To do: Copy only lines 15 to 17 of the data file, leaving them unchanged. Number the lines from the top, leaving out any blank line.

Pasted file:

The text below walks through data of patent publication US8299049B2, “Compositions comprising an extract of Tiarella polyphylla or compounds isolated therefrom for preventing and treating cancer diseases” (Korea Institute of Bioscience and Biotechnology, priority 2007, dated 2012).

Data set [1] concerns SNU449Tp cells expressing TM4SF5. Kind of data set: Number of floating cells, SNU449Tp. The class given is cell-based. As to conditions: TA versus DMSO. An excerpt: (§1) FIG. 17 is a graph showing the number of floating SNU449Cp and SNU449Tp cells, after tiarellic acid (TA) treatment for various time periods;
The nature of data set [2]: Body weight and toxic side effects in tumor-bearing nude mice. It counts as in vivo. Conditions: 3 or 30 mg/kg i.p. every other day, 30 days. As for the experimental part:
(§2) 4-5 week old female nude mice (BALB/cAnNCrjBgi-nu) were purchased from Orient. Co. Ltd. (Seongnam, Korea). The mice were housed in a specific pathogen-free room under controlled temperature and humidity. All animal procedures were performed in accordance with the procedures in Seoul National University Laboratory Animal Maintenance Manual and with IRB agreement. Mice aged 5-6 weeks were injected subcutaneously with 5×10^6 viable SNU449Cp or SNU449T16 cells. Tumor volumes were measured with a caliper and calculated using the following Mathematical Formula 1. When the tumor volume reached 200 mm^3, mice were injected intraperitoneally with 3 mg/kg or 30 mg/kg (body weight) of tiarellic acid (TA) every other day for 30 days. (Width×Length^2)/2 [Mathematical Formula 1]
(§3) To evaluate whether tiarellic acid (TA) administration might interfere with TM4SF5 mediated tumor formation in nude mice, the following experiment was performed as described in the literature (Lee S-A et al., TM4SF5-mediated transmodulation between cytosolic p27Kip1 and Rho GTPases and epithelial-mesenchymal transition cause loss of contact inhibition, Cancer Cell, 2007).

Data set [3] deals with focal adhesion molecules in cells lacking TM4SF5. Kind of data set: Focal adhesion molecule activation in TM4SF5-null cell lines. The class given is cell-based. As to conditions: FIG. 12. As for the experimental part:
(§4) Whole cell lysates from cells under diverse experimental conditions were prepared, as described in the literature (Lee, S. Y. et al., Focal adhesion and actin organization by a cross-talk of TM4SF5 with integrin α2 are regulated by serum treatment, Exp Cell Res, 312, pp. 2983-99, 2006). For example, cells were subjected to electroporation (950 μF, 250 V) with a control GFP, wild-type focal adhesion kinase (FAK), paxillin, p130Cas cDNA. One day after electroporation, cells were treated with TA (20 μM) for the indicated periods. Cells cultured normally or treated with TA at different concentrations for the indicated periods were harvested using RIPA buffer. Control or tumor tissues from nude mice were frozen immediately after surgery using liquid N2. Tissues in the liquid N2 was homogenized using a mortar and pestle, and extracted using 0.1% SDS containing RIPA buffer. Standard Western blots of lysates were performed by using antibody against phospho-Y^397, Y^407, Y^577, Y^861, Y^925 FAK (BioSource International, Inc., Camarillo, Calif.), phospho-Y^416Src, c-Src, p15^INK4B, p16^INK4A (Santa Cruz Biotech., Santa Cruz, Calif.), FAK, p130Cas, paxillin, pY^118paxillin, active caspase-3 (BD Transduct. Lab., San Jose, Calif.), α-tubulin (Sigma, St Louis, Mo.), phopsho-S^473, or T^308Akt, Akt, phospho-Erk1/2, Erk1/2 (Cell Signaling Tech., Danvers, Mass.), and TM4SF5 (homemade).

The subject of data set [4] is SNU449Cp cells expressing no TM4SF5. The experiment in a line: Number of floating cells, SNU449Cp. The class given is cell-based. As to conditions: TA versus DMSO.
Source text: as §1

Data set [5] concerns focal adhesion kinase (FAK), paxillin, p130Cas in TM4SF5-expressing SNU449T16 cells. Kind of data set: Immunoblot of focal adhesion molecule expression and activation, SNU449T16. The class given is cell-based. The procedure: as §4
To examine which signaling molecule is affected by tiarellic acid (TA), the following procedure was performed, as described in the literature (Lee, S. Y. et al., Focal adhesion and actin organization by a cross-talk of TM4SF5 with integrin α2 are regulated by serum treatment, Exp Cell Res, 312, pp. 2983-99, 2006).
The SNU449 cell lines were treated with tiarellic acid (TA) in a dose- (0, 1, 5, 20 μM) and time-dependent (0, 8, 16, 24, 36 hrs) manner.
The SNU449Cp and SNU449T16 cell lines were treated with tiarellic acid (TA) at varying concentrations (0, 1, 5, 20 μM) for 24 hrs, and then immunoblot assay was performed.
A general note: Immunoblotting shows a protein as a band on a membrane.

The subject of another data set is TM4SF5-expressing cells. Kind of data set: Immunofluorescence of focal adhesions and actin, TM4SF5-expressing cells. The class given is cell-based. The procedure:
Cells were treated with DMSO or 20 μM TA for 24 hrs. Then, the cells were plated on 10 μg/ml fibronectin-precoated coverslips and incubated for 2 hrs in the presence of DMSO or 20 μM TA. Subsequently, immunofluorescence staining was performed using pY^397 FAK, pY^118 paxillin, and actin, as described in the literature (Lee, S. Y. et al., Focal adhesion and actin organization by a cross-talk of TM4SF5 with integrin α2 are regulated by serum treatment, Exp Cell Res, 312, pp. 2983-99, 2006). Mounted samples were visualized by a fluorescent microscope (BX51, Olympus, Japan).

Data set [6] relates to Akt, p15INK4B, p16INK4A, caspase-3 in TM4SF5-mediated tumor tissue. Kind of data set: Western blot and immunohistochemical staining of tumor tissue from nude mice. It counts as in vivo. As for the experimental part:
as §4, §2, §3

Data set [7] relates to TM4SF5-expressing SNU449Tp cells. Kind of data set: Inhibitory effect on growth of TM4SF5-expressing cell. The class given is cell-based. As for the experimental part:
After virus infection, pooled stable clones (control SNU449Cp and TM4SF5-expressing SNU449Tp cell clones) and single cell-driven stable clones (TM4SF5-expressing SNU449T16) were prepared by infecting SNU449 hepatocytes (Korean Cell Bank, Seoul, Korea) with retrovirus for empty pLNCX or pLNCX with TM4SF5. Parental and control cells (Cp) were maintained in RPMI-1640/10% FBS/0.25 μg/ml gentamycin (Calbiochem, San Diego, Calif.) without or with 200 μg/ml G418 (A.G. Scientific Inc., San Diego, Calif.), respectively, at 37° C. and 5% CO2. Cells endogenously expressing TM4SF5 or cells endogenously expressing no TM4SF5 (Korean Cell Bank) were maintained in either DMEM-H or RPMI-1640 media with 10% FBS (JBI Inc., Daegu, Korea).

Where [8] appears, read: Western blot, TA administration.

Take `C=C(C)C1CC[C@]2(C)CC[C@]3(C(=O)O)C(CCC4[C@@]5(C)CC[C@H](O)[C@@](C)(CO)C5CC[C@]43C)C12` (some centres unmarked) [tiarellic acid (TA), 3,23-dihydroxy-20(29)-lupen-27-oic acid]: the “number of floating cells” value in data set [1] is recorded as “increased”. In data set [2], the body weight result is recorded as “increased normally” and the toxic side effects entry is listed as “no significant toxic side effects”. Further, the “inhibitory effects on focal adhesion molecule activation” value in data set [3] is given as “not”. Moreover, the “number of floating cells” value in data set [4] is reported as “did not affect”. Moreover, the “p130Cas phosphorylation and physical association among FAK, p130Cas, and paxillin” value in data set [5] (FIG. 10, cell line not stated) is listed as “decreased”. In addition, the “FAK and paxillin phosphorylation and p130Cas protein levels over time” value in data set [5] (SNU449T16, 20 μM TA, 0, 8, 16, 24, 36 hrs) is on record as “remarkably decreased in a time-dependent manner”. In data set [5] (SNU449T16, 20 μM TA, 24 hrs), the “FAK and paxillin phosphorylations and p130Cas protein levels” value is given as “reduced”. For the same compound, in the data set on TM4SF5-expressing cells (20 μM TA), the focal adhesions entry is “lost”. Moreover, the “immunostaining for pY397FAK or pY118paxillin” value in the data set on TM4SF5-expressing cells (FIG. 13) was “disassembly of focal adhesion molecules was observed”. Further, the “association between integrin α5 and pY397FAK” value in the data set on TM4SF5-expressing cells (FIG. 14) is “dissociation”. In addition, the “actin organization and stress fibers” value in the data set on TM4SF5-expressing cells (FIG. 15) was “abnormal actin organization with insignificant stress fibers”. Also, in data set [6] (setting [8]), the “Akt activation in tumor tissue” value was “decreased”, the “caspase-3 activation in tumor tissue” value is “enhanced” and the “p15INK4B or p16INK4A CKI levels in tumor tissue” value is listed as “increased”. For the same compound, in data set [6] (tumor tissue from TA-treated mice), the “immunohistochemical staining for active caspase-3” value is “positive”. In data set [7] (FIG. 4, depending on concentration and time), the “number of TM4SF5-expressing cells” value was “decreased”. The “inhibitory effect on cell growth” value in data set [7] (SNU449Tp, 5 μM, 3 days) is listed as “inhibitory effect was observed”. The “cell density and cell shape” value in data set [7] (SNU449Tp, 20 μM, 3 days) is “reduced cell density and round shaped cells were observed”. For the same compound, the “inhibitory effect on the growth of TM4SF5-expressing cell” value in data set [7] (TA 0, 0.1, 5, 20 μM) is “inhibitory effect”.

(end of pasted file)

The subject of another data set is TM4SF5-expressing cells. Kind of data set: Immunofluorescence of focal adhesions and actin, TM4SF5-expressing cells. The class given is cell-based. The procedure:
Cells were treated with DMSO or 20 μM TA for 24 hrs. Then, the cells were plated on 10 μg/ml fibronectin-precoated coverslips and incubated for 2 hrs in the presence of DMSO or 20 μM TA. Subsequently, immunofluorescence staining was performed using pY^397 FAK, pY^118 paxillin, and actin, as described in the literature (Lee, S. Y. et al., Focal adhesion and actin organization by a cross-talk of TM4SF5 with integrin α2 are regulated by serum treatment, Exp Cell Res, 312, pp. 2983-99, 2006). Mounted samples were visualized by a fluorescent microscope (BX51, Olympus, Japan).

Data set [6] relates to Akt, p15INK4B, p16INK4A, caspase-3 in TM4SF5-mediated tumor tissue. Kind of data set: Western blot and immunohistochemical staining of tumor tissue from nude mice. It counts as in vivo. As for the experimental part: